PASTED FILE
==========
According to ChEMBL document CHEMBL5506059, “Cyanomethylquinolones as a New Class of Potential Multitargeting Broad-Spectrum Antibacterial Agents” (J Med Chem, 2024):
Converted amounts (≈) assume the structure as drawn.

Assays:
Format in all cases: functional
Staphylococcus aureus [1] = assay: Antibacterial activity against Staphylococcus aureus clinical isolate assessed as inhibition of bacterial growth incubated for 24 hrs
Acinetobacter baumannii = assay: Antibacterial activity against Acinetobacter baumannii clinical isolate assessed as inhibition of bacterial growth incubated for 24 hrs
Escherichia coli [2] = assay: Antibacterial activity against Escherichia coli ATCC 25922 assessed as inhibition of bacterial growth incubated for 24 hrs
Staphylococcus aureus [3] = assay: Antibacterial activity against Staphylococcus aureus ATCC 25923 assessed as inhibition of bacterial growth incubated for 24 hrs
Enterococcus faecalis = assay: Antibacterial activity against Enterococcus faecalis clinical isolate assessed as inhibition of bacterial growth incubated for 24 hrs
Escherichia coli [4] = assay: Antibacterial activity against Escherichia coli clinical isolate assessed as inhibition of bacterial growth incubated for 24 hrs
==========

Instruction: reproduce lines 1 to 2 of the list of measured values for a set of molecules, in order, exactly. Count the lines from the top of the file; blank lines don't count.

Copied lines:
According to ChEMBL document CHEMBL5506059, “Cyanomethylquinolones as a New Class of Potential Multitargeting Broad-Spectrum Antibacterial Agents” (J Med Chem, 2024):
Converted amounts (≈) assume the structure as drawn.